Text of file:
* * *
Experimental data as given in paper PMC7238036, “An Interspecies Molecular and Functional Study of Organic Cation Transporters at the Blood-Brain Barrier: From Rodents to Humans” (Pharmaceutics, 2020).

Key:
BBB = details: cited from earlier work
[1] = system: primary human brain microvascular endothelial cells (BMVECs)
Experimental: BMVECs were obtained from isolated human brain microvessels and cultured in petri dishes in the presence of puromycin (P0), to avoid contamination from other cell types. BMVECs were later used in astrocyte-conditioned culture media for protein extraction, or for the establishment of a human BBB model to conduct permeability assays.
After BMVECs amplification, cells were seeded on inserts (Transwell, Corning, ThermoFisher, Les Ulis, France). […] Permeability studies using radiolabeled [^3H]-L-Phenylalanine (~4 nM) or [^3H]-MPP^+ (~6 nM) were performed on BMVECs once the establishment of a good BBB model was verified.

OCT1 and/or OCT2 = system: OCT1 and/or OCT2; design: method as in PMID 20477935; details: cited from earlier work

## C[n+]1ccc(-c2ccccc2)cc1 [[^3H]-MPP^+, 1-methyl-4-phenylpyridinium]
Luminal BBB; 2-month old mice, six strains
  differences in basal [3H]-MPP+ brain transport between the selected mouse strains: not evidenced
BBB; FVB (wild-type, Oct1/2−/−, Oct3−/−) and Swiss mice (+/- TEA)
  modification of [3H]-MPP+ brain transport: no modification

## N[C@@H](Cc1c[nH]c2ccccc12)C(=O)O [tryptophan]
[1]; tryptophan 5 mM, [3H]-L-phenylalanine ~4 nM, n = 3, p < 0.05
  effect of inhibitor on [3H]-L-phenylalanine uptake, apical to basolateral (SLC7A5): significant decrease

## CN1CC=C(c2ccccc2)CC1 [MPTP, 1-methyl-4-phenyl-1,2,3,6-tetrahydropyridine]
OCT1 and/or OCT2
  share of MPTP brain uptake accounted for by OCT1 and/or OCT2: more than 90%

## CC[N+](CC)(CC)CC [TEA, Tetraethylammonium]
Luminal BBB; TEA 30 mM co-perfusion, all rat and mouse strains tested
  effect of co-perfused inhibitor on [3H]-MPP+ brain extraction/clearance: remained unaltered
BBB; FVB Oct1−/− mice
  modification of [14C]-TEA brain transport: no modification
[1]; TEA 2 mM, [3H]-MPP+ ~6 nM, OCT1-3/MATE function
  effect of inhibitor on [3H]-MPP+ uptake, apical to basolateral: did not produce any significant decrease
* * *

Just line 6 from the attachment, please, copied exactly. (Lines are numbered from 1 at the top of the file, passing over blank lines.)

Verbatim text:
After BMVECs amplification, cells were seeded on inserts (Transwell, Corning, ThermoFisher, Les Ulis, France). […] Permeability studies using radiolabeled [^3H]-L-Phenylalanine (~4 nM) or [^3H]-MPP^+ (~6 nM) were performed on BMVECs once the establishment of a good BBB model was verified.